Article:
=at once, without delay. Cf. A. II. 103. Incumbere; like curvus arator, E. III. 42. 214. Tellure. Gr. 430. A. & S. 257, R. 7 (a). Pendent; i.e. they do not yet come down in rain. - 215. Med. ica (sc. herba) = lucerne ; introduced into Greece from Media at the time of the invasion of Darius. Putres; because they have lain fallow through the winter. -- 216. Annua cura; to distinguish it from lucerne, which required to be 'sown only once in ten years. — 217, 218. A periphrasis for vere. - 217. Candidus. The allusion, according to Keightley, is to the milk-white bulls with gilded horns which appeared in the triumphal processions at Rome. Aperit is illustrated by the etymology of Aprilis. Cornibus. Gr. 428. A. & S. 211, R. 6. Whether auratis cornibus is meant to be taken descriptively with taurus, or instrumentally with aperit, is not clear. The former seems more reasonable, as there would be no natural propriety in the image of a bull using his horns to open a gate. The horns are called auratis, because there are bright stars at their tips.
- 218. Canis; i. e. Sirius, a star of the first magnitude in Canis Major. This star sets heliacally, i. e. is lost in the effulgence of the sun, a few days after he has entered Taurus. It is therefore said to give way (cedens) to this sign. Adverso astro; sc. Tauro. Gr. 384. A. & S. 223. The bull is represented as driving the dog before him ; the dog, however, keeping his face to the bull. - 219
Robusta hardy. - 220. Solis; as opposed to the produce just mentioned, vv. 215, 216. Aristis bearded grain. Gr. 386. A. &S 224. 221. Ante ...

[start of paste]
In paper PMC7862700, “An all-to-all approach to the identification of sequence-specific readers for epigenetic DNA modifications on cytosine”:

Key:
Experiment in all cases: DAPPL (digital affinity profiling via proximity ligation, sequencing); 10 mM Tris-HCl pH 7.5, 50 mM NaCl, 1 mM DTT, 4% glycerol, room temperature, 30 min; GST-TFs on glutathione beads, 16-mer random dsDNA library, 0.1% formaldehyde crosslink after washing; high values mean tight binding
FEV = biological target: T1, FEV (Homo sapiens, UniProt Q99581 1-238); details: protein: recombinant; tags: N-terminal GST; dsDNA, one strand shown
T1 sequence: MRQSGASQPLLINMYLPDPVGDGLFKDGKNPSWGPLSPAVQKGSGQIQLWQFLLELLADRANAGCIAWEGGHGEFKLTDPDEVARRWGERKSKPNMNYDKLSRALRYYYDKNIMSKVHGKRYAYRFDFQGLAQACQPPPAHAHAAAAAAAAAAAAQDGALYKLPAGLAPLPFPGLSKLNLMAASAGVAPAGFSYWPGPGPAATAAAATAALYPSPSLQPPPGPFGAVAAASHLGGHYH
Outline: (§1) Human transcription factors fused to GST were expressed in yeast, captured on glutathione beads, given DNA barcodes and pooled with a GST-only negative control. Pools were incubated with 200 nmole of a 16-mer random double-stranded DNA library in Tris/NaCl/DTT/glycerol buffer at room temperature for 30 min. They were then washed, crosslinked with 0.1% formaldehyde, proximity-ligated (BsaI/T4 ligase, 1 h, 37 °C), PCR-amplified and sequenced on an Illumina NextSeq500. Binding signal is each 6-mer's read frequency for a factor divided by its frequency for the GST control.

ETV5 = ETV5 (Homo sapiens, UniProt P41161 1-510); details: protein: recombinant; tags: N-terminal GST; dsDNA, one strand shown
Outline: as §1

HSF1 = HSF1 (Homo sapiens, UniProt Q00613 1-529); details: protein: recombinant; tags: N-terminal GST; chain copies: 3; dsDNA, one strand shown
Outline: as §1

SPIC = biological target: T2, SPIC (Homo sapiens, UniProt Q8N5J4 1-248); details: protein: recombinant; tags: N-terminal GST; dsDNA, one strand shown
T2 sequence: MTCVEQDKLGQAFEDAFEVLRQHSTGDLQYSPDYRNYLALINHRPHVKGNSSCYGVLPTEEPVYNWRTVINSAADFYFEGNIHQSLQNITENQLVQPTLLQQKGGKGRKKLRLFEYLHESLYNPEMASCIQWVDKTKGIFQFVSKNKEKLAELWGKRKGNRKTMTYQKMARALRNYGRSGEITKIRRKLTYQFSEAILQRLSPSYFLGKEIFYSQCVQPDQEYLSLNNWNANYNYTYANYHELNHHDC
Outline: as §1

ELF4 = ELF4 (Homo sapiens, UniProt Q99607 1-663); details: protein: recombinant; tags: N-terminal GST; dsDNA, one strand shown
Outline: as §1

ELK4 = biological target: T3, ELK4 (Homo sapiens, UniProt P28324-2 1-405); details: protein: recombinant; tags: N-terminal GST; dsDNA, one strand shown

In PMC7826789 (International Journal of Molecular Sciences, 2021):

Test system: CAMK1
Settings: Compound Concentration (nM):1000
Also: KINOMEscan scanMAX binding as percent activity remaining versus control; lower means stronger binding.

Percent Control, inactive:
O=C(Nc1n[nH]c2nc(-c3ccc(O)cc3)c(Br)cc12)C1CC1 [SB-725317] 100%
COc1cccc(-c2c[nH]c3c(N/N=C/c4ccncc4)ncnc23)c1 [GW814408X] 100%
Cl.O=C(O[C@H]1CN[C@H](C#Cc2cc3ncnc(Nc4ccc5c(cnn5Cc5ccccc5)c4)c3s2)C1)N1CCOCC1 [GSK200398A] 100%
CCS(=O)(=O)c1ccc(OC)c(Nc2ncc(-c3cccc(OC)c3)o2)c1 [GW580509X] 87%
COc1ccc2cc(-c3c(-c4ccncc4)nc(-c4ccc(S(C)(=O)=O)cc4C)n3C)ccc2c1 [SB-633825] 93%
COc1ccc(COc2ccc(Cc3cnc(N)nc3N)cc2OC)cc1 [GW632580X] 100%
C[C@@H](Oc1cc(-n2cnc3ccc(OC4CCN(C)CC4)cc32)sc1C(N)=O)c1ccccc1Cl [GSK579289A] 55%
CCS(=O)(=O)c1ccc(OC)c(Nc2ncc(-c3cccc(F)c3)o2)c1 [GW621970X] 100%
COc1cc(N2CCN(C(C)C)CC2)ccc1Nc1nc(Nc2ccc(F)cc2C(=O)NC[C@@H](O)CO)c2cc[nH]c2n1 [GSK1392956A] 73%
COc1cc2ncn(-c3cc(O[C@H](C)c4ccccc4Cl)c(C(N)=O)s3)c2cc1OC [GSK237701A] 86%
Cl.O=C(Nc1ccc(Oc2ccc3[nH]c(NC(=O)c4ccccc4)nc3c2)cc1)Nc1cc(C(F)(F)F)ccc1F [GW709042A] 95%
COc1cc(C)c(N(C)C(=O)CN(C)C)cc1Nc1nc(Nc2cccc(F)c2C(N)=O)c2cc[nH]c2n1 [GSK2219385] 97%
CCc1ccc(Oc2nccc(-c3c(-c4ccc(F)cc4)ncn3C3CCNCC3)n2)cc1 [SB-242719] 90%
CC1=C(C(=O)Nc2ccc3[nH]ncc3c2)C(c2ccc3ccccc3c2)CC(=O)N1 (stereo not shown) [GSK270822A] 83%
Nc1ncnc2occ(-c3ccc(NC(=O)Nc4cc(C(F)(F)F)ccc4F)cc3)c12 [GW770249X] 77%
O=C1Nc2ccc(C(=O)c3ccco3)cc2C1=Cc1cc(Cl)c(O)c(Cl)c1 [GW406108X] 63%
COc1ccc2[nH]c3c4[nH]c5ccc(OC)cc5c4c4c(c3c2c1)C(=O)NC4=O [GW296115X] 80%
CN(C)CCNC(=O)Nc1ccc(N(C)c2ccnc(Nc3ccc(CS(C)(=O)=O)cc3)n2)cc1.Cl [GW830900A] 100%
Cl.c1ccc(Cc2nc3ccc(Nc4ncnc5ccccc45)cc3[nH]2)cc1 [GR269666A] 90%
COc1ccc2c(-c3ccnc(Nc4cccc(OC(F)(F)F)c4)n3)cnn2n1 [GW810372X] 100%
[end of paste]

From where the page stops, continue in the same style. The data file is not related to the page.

quam. Gr. 523. 2). Eoae=in the morning. Atlantides = the daughters of Atlas ; i. e, the Pleiades. Scc on v. 138. Gr. 316. A. & S. 100. I and (6). These set in the morning, according to different authorities, from Oct. 20 to Nov. II.
222. Gnosia Cretan ; from Gnosus, a city of. Crete, cf which island Minos, father of Ariadne, was king. Stella Coronae; i. e. the constellation Corona Borealis, said to have been Ariadne's crown, placed among the stars by Bacchus, after he married her. Stella sidus, as in Hor. C. III. 29. 19. - 223. Com. mittas . . . properes. Gr. 523. II. A. & S. 263. 3. - 224. Invitae; because conscious that she is not yet ready to receive the seed. - 225. Maiae; one of the Pleiades, here standing for the .group, as Taygete in Ov. M. III. 595. — 227. Vilem; on account of its abundance. 228. Pelusiacae=Egyptian ; from Pelusium, a town at the mouth of the eastern branch of the Nile. Egypt was famed for lentils. 229. Mittet dabit. Bootes. See on Ov. M. II. 176. — 231. Idcirco; i. e. that the seasons should be clearly marked for the husbandman. Certis ... partibus ; referring to the twelve divisions of the zodiac. Gr. 414 and 3. A. & S. 247 and 2. Orbem (sc. annuum) = (his yearly) circle. Cf. Annuus orbis, A. V. 46. — 232. Duodena duodecim. The poets often use distributive for cardinal numerals. Cf. A. I. 393. Regit. Cf. cursus regres bam, A. VI. 350, and Nulla viam fortuna regit, XII. 405. Mundi
astra the constellations of the celestial sphere. — 233. Coelum; because the zones of heaven answer to the zones of earth, and determine their character. — 234. Ab igni; instead of the ordinary abl. of cause. — 235. Extremae; i. e. the frigid zones. Dextra. Gr. 441. 3. A. & S. 205, R. 7 (1). — 236. Glacie. The mention of ice seems more appropriate to the earthly than the heavenly zones; but Virgil was doubtless thinking of the sky as the parent of ice. — 237. Duae; i. e. the temperate zones, which alone the ancients supposed to be habitable. -238. Via; i. e. the ecliptic. Per=inter; as the sun never enters the temperate zones. So v. 245, per duas Arctos. 239. Obliquus; with se verteret. Gr. 443. A. & S. 205, R. 15 (a). Obliquus ordo is the zodiac, the constellations of which it consists be. ing arranged along the ecliptic which cuts the equator obliquely at an angle of about twenty-three and a half degrees. · Cf. Ov. M. II. 130 foll. Se ... verteret: might revolve. Gr. 500. A. & S. 264. 5. – 240. Mundus. See on v. 232, Scythiam; used for the North generally, as often in the poets. Rhipaeas. The Rhipean mountains were supposed to separate the land of the Hyperboreans from the rest of the world. Here these countries are made to stand